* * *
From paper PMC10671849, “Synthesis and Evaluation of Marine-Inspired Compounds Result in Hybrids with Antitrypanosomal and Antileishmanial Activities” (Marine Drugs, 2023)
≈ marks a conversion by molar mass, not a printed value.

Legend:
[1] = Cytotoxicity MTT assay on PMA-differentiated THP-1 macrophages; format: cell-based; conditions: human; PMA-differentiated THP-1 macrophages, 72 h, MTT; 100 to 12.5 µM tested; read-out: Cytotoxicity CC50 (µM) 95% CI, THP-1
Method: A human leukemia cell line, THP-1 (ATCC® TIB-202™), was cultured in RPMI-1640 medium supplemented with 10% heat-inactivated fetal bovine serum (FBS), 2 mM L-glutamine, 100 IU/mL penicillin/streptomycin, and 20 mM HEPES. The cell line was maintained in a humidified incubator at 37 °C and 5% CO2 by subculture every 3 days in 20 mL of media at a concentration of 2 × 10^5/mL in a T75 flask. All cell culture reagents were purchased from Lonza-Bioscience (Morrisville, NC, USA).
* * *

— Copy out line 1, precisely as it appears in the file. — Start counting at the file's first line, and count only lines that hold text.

From paper PMC10671849, “Synthesis and Evaluation of Marine-Inspired Compounds Result in Hybrids with Antitrypanosomal and Antileishmanial Activities” (Marine Drugs, 2023)